Here’s the rub in this scenario: Humans have the dubious distinction of being the only creatures who can slow down kawsay. While we are meant to perfectly absorb and radiate kawsay, we don’t because we are not sufficiently evolved in our consciousness. Our life-negating emotions, thoughts, words, and actions cause kawsay to slow when it hits the skin of our energy body. It’s like our filter is clogged and so some energy flows through us, some gets slowed from its natural state, and some even gets blocked or stuck as it tries to move through us.
The ancient mystics of the Andes of Peru understood this energy dynamic and have words for it. Llasaq kawsay is this slowed kawsay, which can feel heavy to us or, rather, makes us feel heavy emotionally, physically, spiritually. Llasaq kawsay literally means “heavy living energy.” Today, we call this heavy energy hucha. The ancients had a different word for the most refined, flowing kawsay—llanthu kawsay, or, literally, “light living energy.” The more modern word for this is sami.
Don’t let the fact there are two words for human interaction with kawsay (sami and hucha) fool you into thinking this sets up a dichotomy for kawsay itself. It does not. Kawsay moves along a spectrum, from sami (unrestricted flow) to hucha (slow or stuck energy) in relation only to humans. Hucha is still kawsay, only slow moving. Learn to improve your ayni (energetic reciprocity, capacity to absorb and radiate kawsay) and you reduce your hucha and/or stop creating it. And, if you can’t yet turn hucha into sami, then give it to someone who can, like Mother Earth or a skilled paqo, both of whom “eat” hucha and return sami (or, in other words, get slow energy moving again).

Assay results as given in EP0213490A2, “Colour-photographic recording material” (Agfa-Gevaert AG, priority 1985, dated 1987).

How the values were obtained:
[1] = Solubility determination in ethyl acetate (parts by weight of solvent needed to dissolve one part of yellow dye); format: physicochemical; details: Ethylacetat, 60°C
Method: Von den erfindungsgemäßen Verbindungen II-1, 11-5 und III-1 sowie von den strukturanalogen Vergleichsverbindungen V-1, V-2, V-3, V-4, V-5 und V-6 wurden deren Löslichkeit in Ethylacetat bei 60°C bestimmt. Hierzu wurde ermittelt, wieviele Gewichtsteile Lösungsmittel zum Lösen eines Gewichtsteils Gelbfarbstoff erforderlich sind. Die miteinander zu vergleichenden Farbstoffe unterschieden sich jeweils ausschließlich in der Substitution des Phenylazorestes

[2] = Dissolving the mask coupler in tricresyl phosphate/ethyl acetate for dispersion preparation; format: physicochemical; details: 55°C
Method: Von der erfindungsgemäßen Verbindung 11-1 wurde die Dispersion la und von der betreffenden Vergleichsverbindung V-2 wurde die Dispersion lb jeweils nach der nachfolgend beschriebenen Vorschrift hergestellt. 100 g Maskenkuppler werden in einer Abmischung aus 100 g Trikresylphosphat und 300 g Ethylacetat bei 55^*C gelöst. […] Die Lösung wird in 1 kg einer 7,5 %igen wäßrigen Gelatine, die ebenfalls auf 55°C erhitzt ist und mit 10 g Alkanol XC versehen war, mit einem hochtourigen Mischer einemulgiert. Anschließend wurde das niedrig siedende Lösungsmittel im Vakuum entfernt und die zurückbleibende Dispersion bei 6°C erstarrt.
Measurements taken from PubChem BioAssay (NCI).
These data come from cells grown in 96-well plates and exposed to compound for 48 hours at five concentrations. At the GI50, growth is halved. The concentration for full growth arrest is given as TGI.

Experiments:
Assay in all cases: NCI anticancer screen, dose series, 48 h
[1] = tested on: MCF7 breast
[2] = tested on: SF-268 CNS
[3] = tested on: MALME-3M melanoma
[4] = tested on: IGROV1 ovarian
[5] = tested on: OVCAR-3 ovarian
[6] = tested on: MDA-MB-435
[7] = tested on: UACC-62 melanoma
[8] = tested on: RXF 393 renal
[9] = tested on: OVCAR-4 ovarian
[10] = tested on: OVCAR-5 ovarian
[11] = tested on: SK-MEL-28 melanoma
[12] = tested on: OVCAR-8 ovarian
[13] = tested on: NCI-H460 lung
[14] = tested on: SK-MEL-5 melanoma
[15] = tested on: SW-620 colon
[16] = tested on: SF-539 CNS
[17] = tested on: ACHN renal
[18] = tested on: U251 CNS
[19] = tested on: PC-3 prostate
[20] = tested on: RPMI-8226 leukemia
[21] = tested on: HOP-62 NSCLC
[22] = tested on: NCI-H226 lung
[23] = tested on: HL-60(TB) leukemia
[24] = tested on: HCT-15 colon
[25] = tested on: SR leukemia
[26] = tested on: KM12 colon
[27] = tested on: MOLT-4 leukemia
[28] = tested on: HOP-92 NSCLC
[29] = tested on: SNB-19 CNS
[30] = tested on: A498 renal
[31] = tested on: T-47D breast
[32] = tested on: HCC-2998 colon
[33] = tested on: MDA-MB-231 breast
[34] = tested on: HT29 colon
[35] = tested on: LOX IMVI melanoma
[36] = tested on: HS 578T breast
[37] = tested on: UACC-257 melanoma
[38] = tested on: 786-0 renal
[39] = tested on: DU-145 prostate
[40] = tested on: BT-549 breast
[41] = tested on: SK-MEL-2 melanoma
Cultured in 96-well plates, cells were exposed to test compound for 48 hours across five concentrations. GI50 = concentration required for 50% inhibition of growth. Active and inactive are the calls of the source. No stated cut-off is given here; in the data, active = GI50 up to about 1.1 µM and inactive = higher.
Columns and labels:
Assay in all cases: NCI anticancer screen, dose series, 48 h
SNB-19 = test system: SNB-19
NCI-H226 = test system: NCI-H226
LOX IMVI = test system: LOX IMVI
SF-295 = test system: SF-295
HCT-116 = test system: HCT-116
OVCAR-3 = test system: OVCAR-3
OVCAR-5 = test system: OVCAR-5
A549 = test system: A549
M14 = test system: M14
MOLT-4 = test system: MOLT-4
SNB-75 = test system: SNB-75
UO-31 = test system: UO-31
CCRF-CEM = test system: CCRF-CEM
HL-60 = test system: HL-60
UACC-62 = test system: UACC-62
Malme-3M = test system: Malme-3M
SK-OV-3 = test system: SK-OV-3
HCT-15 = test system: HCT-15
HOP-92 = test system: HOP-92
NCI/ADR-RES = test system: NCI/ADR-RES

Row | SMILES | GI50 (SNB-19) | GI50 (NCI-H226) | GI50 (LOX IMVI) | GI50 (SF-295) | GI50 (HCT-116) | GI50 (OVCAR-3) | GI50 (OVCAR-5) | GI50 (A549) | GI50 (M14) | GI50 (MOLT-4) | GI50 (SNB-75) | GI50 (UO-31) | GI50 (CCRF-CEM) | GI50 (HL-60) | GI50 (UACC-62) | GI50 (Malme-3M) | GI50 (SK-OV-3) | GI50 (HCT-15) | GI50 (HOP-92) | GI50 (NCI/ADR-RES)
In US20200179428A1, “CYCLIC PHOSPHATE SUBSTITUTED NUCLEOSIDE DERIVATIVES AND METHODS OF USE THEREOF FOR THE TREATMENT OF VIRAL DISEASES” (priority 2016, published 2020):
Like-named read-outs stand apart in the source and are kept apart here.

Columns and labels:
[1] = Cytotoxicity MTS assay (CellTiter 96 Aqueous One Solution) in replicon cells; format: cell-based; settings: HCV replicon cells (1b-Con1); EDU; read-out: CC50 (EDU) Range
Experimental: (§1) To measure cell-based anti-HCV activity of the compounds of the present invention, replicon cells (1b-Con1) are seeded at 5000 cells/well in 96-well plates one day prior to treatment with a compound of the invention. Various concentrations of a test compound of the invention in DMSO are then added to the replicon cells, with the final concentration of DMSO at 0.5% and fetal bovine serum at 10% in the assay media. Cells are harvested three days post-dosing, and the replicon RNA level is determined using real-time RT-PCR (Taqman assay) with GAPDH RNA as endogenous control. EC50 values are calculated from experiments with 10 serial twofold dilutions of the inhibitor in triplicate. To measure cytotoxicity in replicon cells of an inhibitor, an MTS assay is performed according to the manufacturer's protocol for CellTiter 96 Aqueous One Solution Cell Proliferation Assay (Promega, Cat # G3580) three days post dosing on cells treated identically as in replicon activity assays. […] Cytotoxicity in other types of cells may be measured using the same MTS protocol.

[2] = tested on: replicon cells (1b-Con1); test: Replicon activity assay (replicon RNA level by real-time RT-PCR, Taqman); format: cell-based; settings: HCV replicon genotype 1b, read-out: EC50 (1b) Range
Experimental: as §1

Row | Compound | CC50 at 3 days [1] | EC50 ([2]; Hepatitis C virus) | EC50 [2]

I review all this information so you can understand that hucha is not bad, dirty, negative, or contaminating. Nor is it associated with evil. Because so many metaphysical traditions have a concept of evil, some people new to the Andean mystical system not only have a hard time understanding hucha simply as slow kawsay, but they resist the rejection of the concept of energetic evil.
I am no scholar of the Andean tradition, but I have looked into the question of evil in relation to Andean mysticism and would now like to share my musing on the topic as it connects to our understanding of kawsay as practitioners of Andean mysticism.
Did the Inkas have a concept of evil, of the devil or Satan? How would a paqo within the mystical system view these same concepts?